hem and haw


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hem and haw

To speak in an evasive, vague, roundabout way in order to avoid responding to a question or making a definite statement. The phrase comes from the common filler words often used by habit or when one is deciding what to say. How much longer do we have to hear this guy hem and haw? I wish they would get on with the debate.
See also: and, haw, hem

hem and haw (around)

Inf. to be uncertain about something; to be evasive; to say "ah" and "eh" when speaking—avoiding saying something meaningful. Stop hemming and hawing around. I want an answer. Don't just hem and haw around. Speak up. We want to hear what you think.
See also: and, haw, hem

hem and haw

Be hesitant and indecisive; avoid committing oneself, as in When asked about their wedding date, she hemmed and hawed, or The President hemmed and hawed about new Cabinet appointments. This expression imitates the sounds of clearing one's throat. [Late 1700s]
See also: and, haw, hem

hem and haw

BRITISH, AMERICAN or

hum and haw

BRITISH
If you hem and haw or hum and haw, you take a long time to say something because you cannot think of the right words, or because you are not sure what to say. Tim hemmed and hawed, but finally told his boss the truth. My mother hummed and hawed at first, but eventually she sent her agreement. Note: People sometimes use hum and ha with the same meaning. Abu hummed and ha-ed a little.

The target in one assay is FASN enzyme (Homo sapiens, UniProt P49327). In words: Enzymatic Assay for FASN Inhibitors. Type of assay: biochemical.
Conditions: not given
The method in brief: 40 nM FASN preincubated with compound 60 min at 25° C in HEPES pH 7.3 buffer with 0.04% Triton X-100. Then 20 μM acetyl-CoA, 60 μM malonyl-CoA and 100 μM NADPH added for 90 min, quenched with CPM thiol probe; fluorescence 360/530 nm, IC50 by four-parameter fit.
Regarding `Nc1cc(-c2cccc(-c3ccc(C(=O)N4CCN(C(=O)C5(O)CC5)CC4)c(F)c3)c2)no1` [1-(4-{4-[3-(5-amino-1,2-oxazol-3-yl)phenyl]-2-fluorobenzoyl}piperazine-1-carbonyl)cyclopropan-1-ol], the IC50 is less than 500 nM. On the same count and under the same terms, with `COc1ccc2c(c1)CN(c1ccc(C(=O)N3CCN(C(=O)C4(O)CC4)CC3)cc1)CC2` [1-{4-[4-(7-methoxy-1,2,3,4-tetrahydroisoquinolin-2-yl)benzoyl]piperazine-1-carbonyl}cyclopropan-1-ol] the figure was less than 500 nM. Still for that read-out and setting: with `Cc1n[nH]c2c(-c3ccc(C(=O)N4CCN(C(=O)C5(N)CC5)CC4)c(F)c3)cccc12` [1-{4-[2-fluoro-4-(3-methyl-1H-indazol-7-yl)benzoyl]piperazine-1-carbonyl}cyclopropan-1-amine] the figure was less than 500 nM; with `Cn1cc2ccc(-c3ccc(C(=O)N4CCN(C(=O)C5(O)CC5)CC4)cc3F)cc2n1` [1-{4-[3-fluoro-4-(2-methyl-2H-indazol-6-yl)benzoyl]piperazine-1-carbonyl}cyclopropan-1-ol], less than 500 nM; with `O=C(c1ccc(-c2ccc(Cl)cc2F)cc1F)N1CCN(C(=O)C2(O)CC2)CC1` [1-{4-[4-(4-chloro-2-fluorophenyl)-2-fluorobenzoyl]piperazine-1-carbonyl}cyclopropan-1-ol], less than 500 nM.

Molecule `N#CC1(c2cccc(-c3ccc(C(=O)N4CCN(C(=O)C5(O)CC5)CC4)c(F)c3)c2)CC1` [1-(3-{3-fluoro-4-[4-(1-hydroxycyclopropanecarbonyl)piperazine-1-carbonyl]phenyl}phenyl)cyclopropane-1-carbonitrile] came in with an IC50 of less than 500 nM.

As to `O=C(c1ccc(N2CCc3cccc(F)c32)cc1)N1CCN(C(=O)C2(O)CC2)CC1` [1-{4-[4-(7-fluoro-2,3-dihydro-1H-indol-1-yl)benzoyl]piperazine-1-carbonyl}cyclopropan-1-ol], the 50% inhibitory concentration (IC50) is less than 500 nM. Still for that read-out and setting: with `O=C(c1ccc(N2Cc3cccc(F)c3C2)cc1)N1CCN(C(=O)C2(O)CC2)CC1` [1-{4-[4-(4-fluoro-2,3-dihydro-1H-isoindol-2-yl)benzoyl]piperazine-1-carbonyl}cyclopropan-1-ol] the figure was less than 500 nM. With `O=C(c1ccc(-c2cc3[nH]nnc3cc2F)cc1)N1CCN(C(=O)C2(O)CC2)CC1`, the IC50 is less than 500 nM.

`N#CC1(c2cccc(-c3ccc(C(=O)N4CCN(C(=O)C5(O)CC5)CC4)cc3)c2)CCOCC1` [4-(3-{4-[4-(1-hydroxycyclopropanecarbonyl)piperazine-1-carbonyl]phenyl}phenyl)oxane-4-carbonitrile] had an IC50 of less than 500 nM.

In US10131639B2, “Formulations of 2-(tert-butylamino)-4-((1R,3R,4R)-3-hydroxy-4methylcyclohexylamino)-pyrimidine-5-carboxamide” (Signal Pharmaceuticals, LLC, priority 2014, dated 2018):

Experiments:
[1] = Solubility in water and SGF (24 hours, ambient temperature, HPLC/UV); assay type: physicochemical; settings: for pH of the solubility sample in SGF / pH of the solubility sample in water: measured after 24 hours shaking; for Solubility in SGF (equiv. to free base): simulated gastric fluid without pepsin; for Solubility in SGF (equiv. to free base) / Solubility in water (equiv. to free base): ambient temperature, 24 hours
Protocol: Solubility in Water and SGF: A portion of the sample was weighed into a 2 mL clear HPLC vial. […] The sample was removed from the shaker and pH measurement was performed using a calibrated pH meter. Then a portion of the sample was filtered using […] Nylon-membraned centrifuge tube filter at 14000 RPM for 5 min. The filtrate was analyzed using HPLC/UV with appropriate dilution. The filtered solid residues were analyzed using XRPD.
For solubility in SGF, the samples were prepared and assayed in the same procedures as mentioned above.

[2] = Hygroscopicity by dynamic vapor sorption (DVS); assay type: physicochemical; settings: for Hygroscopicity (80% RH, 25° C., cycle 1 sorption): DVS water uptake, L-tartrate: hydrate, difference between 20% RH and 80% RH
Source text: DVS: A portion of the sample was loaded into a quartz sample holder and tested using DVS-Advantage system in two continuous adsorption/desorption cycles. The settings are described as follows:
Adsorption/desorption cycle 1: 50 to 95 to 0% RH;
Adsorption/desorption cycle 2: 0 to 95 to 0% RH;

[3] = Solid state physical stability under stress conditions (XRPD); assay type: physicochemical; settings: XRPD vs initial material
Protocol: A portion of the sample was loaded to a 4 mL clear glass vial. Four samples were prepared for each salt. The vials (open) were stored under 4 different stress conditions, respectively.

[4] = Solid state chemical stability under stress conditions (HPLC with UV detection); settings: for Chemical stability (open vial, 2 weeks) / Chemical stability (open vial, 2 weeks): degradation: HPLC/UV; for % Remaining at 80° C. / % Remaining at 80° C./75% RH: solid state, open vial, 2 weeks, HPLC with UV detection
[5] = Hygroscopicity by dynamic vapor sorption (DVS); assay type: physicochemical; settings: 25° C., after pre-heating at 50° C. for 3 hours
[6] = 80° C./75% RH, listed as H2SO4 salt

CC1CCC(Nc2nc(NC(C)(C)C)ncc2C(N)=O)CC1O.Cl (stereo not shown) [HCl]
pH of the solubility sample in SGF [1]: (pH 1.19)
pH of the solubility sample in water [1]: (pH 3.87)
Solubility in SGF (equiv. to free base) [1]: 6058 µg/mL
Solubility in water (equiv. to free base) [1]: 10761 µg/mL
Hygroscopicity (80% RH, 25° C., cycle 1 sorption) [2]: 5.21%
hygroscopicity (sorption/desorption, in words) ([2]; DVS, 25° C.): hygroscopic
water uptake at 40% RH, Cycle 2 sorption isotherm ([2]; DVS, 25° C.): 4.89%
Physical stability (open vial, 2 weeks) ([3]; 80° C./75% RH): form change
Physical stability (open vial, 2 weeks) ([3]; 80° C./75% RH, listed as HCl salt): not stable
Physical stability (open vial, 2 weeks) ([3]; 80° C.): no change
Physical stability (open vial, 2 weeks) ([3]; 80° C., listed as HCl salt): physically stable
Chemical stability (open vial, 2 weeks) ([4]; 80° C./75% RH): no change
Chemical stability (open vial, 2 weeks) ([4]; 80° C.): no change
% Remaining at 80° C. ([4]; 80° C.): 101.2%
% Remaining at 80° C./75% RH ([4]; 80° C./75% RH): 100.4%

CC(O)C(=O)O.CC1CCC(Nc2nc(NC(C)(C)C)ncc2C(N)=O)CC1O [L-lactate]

See also: and, haw, hem

hem and haw

To be hesitant and indecisive; equivocate: "a leader who cannot make up his or her mind, never knows what to do, hems and haws" (Margaret Thatcher).
See also: and, haw, hem

hem and haw, to

To avoid giving a definite answer. This expression is imitative of the sounds made in clearing the throat or making a slight noise to attract attention, signify agreement, or express doubt. Its use to express indecision began in the early eighteenth century. Jonathan Swift’s poem “My Lady’s Lamentation” (1728) had one version: “He haws and he hums. At last out it comes.” Much later Bliss Carman defined it poetically: “Hem and Haw were the sons of sin, created to shally and shirk; Hem lay ’round and Haw looked on while God did all the work” (“Hem and Haw,” 1896).
See also: and, hem

hem and haw

To refuse to give a definite answer. “Hem,” similar in derivation to the interjection “ahem,” meant to hesitate. “Haw” meant much the same sense of being noncommittal. Combine the two, and you have someone who's stalling for time and hoping not to have to respond any further.
See also: and, haw, hem
References in periodicals archive ?
How many of us have done exactly what Hem and Haw did--moved closer to the Cheese--built a life around the Cheese--become so entrenched in the routine and the comfort -- that we just stop noticing anything?
We can act like the two littlepeople--and hem and haw about the need to change--or we can act like the two mice and "sniff out" our environment, always being prepared for change.
"Don't hem and haw; a polished presentation and how you handle yourself in front of investors makes a big difference," he stresses.
Based on official word from the DOTr, they continue to hem and haw, and haw and hem, on what exactly the 16-month-old Duterte Harley administration wants to do to boost air travel in this country.
Hem and Haw, in contrast, are in the blissful state of believing that their 'cheese' will be there forever, and are thus completely unprepared for a situation when the cheese disappears.
Her hem and haws and squeaks can't help but be endearing, but she appears so unconvinced by the majority of her lines that the trickier bits (like the blithe acknowledgment of her late-in-life sexuality) come off as implausible.